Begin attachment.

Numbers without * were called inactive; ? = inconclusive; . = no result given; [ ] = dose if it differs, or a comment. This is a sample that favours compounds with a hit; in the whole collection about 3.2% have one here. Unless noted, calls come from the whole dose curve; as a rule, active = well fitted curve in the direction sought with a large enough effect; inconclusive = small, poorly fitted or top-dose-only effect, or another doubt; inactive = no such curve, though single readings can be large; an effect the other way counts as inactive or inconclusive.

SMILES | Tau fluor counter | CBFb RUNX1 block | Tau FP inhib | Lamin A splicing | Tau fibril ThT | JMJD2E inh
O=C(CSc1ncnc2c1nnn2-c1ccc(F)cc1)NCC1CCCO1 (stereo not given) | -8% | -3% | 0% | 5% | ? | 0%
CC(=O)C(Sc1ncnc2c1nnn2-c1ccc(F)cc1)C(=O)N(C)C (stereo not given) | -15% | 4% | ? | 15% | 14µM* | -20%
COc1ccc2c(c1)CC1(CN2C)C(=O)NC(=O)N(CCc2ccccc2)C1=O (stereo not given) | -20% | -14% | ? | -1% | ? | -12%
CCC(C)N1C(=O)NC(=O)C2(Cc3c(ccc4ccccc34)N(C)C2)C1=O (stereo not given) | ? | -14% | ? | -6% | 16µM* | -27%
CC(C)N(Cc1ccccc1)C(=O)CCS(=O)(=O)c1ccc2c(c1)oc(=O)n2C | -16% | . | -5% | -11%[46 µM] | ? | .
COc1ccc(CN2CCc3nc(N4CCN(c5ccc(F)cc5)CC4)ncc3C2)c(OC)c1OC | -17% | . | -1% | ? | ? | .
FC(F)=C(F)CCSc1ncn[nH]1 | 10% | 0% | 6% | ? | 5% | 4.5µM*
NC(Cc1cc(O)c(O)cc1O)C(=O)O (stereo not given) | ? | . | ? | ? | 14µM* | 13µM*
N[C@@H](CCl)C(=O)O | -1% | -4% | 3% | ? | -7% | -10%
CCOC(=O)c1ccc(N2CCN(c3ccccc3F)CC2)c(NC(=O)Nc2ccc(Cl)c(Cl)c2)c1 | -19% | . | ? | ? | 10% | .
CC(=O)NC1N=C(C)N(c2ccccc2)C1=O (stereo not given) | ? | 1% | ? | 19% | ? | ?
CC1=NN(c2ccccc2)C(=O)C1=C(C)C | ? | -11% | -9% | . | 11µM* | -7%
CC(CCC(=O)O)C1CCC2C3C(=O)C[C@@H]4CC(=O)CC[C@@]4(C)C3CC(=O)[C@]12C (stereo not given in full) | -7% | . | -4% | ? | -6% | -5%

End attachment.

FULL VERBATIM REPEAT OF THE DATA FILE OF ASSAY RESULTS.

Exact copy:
Numbers without * were called inactive; ? = inconclusive; . = no result given; [ ] = dose if it differs, or a comment. This is a sample that favours compounds with a hit; in the whole collection about 3.2% have one here. Unless noted, calls come from the whole dose curve; as a rule, active = well fitted curve in the direction sought with a large enough effect; inconclusive = small, poorly fitted or top-dose-only effect, or another doubt; inactive = no such curve, though single readings can be large; an effect the other way counts as inactive or inconclusive.

SMILES | Tau fluor counter | CBFb RUNX1 block | Tau FP inhib | Lamin A splicing | Tau fibril ThT | JMJD2E inh
O=C(CSc1ncnc2c1nnn2-c1ccc(F)cc1)NCC1CCCO1 (stereo not given) | -8% | -3% | 0% | 5% | ? | 0%
CC(=O)C(Sc1ncnc2c1nnn2-c1ccc(F)cc1)C(=O)N(C)C (stereo not given) | -15% | 4% | ? | 15% | 14µM* | -20%
COc1ccc2c(c1)CC1(CN2C)C(=O)NC(=O)N(CCc2ccccc2)C1=O (stereo not given) | -20% | -14% | ? | -1% | ? | -12%
CCC(C)N1C(=O)NC(=O)C2(Cc3c(ccc4ccccc34)N(C)C2)C1=O (stereo not given) | ? | -14% | ? | -6% | 16µM* | -27%
CC(C)N(Cc1ccccc1)C(=O)CCS(=O)(=O)c1ccc2c(c1)oc(=O)n2C | -16% | . | -5% | -11%[46 µM] | ? | .
COc1ccc(CN2CCc3nc(N4CCN(c5ccc(F)cc5)CC4)ncc3C2)c(OC)c1OC | -17% | . | -1% | ? | ? | .
FC(F)=C(F)CCSc1ncn[nH]1 | 10% | 0% | 6% | ? | 5% | 4.5µM*
NC(Cc1cc(O)c(O)cc1O)C(=O)O (stereo not given) | ? | . | ? | ? | 14µM* | 13µM*
N[C@@H](CCl)C(=O)O | -1% | -4% | 3% | ? | -7% | -10%
CCOC(=O)c1ccc(N2CCN(c3ccccc3F)CC2)c(NC(=O)Nc2ccc(Cl)c(Cl)c2)c1 | -19% | . | ? | ? | 10% | .
CC(=O)NC1N=C(C)N(c2ccccc2)C1=O (stereo not given) | ? | 1% | ? | 19% | ? | ?
CC1=NN(c2ccccc2)C(=O)C1=C(C)C | ? | -11% | -9% | . | 11µM* | -7%
CC(CCC(=O)O)C1CCC2C3C(=O)C[C@@H]4CC(=O)CC[C@@]4(C)C3CC(=O)[C@]12C (stereo not given in full) | -7% | . | -4% | ? | -6% | -5%